If Our Pets Could Talk – December 2023

One of the most common ailments in dogs and cats is kidney (renal) disease, a broad term that applies to any disease process that leaves the kidneys unable to effectively filter toxins out of the blood and maintain water balance in the body. In acute kidney disease, signs can occur quickly and can be very severe, while chronic renal issues include non-specific signs with the disease developing slowly.

It is estimated that approximately from 7%-20% of dogs will  develop this condition. This disease is particularly prevalent in cats, and is called chronic kidney disease (CKD), or Chronic Renal Failure (CRF) with a higher frequency in older animals, and a rate as high as 80% in the geriatric cat population. In dogs, CKD is associated with aging and the ‘wearing out’/fatigue put on the kidney organs. The age of onset is often related to the size of the dog. For most small dogs, the early signs of kidney disease occur at about 10-14 years of age.

Once a pet has CKD the changes in the kidneys are irreversible, so it is important to catch this disease early to lessen if possible its progression. Early intervention with its identification and treatment is to help keep  this chronic problem from progressing  more rapidly than it can.

Symptoms of Kidney Disease in Cats:  Clinical signs are often related to the severity of the kidney disease and underlying cause. Most cats will exhibit symptoms including: increased thirst and urination, intermittent vomiting, dehydration, sores in the mouth, white gums (anemia), foul breath, weight loss, decreased appetite, fever and decreased activity, urinary accidents, incontinence, or inability to urinate, lower back pain, edema (fluid-filled swelling in the limbs). Some cats may show muscle-wasting and signs attributed to high blood pressure, such as vision loss and weakness.

For all stages of kidney disease, fresh water should always be available. Drinking should be encouraged and adequate nutrition should be given daily. Your Vet may prescribe a kidney-friendly diet which may include feeding wet food in addition to kibble.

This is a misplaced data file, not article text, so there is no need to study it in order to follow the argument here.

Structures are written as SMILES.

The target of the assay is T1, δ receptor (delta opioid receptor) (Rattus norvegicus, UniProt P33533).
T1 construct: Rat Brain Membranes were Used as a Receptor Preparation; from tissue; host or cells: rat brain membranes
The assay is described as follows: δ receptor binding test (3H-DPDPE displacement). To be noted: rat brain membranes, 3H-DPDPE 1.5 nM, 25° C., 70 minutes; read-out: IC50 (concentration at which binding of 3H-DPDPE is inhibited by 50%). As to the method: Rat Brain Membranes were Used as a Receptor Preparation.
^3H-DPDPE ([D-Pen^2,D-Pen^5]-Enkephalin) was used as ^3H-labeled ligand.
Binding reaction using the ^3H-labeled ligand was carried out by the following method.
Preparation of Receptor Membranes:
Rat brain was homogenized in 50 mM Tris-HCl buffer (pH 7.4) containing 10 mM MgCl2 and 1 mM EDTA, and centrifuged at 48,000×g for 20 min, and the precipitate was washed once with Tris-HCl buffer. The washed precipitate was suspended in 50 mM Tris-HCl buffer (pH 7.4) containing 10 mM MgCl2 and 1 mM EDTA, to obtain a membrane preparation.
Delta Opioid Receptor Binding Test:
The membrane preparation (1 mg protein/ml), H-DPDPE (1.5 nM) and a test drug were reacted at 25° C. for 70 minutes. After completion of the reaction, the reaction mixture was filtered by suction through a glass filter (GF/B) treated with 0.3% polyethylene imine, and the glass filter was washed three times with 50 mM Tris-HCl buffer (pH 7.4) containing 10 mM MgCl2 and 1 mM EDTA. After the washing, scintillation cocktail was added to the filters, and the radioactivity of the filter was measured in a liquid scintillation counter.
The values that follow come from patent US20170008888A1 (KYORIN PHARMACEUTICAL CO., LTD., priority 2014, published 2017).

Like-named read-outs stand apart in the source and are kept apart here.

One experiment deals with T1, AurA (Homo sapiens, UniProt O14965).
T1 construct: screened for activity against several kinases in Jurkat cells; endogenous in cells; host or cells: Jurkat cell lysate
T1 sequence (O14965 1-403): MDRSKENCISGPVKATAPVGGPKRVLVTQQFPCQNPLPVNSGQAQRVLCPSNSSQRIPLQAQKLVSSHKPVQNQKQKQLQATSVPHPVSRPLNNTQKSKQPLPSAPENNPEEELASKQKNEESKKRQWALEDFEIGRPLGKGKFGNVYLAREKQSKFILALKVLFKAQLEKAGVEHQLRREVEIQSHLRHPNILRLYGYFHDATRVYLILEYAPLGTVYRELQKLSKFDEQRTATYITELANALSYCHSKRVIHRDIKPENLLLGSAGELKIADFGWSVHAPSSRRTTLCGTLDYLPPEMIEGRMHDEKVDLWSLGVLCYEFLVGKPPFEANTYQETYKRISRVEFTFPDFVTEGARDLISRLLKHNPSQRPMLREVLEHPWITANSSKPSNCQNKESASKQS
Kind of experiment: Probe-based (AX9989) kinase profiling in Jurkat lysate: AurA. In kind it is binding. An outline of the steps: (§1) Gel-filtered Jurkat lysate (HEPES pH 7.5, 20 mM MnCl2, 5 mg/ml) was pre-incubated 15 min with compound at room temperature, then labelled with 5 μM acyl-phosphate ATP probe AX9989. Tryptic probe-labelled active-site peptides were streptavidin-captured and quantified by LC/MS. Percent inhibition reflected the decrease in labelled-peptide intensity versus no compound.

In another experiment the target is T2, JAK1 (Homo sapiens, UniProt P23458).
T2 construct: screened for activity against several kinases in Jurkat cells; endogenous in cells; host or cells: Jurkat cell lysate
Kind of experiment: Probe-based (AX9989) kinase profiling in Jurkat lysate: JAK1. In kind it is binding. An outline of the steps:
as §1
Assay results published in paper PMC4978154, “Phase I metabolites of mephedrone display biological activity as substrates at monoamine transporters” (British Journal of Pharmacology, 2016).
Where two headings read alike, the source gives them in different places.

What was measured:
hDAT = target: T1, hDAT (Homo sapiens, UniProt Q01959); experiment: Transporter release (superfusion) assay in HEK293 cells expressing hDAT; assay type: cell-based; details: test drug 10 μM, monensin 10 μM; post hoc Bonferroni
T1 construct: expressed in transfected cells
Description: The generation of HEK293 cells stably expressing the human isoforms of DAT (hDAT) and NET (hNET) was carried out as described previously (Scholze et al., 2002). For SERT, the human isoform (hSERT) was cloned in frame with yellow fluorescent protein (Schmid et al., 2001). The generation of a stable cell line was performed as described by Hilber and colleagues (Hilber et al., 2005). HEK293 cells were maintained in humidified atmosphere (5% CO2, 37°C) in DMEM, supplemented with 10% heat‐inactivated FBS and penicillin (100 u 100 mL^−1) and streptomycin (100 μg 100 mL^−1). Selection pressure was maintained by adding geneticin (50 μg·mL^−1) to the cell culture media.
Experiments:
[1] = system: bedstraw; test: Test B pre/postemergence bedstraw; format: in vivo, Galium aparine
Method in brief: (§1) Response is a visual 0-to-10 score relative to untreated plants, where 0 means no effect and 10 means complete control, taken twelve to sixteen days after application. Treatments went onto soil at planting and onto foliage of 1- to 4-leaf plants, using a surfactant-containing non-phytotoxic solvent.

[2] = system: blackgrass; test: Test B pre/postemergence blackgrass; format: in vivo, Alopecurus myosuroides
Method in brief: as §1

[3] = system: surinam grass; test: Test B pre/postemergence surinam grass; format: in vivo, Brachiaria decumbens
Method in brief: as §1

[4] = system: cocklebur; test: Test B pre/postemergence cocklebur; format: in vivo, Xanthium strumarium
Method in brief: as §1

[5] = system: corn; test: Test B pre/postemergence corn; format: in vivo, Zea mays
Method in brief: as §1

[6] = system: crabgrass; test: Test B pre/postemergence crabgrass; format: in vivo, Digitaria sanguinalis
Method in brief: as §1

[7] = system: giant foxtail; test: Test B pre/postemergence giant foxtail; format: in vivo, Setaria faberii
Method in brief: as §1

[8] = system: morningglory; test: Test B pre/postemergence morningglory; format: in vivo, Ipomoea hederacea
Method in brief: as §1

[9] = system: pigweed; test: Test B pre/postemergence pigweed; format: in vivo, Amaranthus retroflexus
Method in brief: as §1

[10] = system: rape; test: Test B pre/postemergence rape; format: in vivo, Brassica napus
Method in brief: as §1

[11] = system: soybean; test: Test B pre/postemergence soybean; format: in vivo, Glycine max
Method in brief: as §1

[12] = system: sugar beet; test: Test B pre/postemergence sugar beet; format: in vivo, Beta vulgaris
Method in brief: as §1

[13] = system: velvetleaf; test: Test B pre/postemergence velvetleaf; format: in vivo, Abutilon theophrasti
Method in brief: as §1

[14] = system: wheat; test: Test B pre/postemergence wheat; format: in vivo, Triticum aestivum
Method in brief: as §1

Your Vet may do a blood test to assess the function of the kidneys. An X-Ray and/or Ultrasound may also be recommended. These tests will help identify if there are problems such as a change in size /shape of the kidneys and bladder, a cyst or tumors present, urinary obstruction, stones, abscesses, fluid collection, infection near/in the kidneys, and help identify part of the cause of the kidney failure.

The symptoms that occur depend mainly on how long the problem has been present and the specific reason the kidney failed in the first place. If you notice any of the signs of CKD, take your cat to a veterinarian for examination as soon as possible. Early diagnosis and intervention are keys to maintaining quality of life. Although most cases of kidney disease are not preventable, regular physical examinations and wellness screening tests can increase the chances of early diagnosis and treatment. The earlier that any kidney changes are detected, the earlier that the appropriate treatment can be implemented it will  help keep your pet as healthy as long as possible.

For more information about Lake Chapala visit: chapala.com

Jackie Kellum

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